We describe in an elegant and short way the behaviour of positive solutions of the higher-order difference equation xn=cxn−pxn−p−q/xn−q, n∈ℕ0, where p,q∈ℕ and c>0, extending some recent results in the literature.

1. Introduction

Studying difference equations has attracted a considerable interest recently, see, for example, [1–39] and the references listed therein. The study of positive solutions of the following higher-order difference equations: xn=max{A,Bxn-p1r1xn-p2r2⋯xn-pkrkxn-q1s1xn-q2s2⋯xn-qlsl},n∈ℕ0,
andxn=A+Bxn-p1r1xn-p2r2⋯xn-pkrkxn-q1s1xn-q2s2⋯xn-qlsl,n∈ℕ0,
where A,B>0,pi,qi are natural numbers such that p1<p2<⋯<pk,q1<q2<⋯<ql, ri,si∈ℝ+, and k∈ℕ was proposed by Stević in several talks, see, for example, [21, 26]. For some results concerning equations related to (1.1) see, for example, [6, 7, 10, 29, 31, 32, 34, 38], while some results on equations related to (1.2) can be found, for example, in [3, 8, 9, 11–14, 18–20, 22, 25, 29, 32, 33, 35] (see also related references cited therein).

Case A=0 is of some less interest, since in this case positive solutions of (1.1) and (1.2), by using the change yn=lnxn, become solutions of a linear difference equation with constant coefficients. However, some particular results for the case recently appeared in the literature, see [16, 17, 39].

Nevertheless, motivated by the above-mentioned papers, we will describe the behaviour of positive solutions of the higher-order difference equation xn=cxn-pxn-p-qxn-q,n∈ℕ0,
where p,q∈ℕ and c>0, in, let us say, an elegant and short way.

Let us introduce the following.

Definition 1.1.

A solution (xn)n=-(p+q)∞ of (1.3) is said to be eventually periodic with period τ if there is n0∈{-(p+q),…,-1,0,1,…} such that xn+τ=xn for all n≥n0. If n0=-(p+q), then we say that the sequence (xn)n=-(p+q)∞ is periodic with period τ.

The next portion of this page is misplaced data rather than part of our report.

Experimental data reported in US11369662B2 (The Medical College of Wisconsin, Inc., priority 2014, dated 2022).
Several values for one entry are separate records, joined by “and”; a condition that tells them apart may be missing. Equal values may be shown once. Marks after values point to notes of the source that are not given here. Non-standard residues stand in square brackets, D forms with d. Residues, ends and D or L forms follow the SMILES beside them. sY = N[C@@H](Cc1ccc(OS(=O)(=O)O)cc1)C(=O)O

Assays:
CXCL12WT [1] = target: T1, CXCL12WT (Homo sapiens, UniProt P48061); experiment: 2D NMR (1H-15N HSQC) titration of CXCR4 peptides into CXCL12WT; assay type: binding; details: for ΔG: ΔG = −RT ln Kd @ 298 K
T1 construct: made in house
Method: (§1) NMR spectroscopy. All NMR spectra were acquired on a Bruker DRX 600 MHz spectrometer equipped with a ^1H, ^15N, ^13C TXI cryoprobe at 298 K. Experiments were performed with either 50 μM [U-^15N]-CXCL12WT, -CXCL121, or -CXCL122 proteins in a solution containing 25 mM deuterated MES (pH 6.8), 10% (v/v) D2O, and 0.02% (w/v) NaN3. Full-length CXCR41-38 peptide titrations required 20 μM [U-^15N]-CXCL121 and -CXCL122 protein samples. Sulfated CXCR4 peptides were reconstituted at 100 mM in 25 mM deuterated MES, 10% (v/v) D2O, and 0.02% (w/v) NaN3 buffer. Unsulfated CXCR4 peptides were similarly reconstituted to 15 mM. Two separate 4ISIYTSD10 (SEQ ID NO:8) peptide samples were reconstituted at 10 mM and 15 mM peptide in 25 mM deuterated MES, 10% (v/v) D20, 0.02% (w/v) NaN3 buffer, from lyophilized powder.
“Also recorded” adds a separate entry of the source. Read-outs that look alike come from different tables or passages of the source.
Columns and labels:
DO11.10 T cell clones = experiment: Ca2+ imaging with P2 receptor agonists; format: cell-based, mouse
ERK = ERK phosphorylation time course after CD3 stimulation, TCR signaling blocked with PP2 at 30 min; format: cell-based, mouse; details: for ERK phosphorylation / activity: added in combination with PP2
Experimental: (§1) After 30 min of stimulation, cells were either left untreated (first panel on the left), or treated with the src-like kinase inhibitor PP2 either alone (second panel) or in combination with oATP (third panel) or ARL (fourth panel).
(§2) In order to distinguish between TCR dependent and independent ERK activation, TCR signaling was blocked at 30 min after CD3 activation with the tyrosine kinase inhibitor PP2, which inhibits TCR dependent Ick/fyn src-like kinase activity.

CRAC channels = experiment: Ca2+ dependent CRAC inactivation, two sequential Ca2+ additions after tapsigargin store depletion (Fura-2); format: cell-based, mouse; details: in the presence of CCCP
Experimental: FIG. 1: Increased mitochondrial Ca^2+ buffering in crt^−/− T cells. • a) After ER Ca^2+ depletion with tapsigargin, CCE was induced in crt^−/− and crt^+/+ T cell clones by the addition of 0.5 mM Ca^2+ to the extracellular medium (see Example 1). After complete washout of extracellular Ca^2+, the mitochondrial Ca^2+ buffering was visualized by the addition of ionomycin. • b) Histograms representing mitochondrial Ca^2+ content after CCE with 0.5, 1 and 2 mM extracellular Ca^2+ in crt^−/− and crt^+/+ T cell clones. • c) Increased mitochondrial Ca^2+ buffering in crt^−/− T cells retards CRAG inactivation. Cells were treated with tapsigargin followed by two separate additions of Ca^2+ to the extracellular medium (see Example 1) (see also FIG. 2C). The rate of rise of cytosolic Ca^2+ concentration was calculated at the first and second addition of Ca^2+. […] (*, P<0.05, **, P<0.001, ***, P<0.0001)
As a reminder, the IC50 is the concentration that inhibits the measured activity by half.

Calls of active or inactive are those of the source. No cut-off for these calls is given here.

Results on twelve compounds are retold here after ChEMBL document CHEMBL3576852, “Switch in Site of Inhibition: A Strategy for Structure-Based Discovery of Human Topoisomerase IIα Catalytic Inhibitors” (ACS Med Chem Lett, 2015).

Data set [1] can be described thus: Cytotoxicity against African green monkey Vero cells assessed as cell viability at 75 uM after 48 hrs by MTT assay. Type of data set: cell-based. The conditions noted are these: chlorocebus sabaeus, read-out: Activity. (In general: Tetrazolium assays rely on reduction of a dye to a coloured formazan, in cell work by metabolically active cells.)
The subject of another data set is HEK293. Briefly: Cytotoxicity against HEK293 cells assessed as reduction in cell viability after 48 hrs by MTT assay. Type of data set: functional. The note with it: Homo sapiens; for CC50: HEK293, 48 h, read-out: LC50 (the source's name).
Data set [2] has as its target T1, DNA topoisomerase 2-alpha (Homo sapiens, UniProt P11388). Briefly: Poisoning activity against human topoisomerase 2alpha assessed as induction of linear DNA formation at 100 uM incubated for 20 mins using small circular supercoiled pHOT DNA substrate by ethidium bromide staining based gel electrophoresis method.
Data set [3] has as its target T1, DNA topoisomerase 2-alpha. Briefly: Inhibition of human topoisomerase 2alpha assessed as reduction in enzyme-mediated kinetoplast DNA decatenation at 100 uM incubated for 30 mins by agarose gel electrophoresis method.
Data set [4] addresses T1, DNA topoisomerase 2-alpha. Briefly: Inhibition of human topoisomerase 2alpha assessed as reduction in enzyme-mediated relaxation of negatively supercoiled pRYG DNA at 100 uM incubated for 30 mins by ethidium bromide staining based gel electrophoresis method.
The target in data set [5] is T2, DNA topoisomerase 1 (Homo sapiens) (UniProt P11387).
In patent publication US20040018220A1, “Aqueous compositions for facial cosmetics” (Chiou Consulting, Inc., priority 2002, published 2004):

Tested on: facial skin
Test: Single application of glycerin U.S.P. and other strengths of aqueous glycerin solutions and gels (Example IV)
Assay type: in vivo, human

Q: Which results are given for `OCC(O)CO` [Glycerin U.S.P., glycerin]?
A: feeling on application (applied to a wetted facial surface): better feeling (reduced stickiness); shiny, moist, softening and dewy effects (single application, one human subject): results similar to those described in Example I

For some results on equations all solutions of which are eventually periodic see, for example, [2, 4, 8, 15, 28, 37] and the references therein.

Definition 1.2.

One says that a solution (xn)n=n0∞ of a difference equation converges geometrically to x* if there exist L∈ℝ+ and θ∈[0,1) such that
|xn-x*|≤Lθn,∀n≥n0.

Now we return to (1.3).

First, note that if p=q, then (1.3) becomes xn=cxn-2p,n∈ℕ0,
from which easily follow the following results:

if c=1, then all positive solutions of (1.5) are periodic with period 2p;

if c∈(0,1), then each positive solution of (1.5) converges to zero. Moreover, its subsequences (x2pm-i)m∈ℕ0,i=1,2,…,2p, converges decreasingly to zero as m→∞;

if c∈(1,∞), then each positive solution of (1.5) tends to infinity as n→∞. Moreover, its subsequences (x2pm-i)m∈ℕ0,i=1,2,…,2p, tend increasingly to infinity as m→∞.

We may assume that p and q are relatively prime integers, that is, gcd(p,q)=1 (the greatest common divisor of numbers p and q). Namely, if gcd(p,q)=r>1, then by using the changes zm(i)=xmr+i,i=0,1,…,r-1, (1.3) is reduced to r copies of the following equation: zn=czn-p1zn-p1-q1zn-q1,n∈ℕ0,
where p1=p/r,q1=q/r,c>0, and gcd(p1,q1)=1.

Further, note that from (1.3), we have that xnxn-q=cxn-pxn-p-q,n∈ℕ0,
which implies that the sequence un=xnxn-q,n≥-p, satisfies the following simple difference equation: un=cun-p,n∈ℕ0.

2. Main Results

Here we formulate and prove our main results.

Theorem 2.1.

Assume that c=1, gcd(p,q)=1, and p is odd, then all positive solutions of (1.3) are eventually periodic with period τ=2pq.

Proof.

By using repeatedly relation (1.7) p-times, we obtain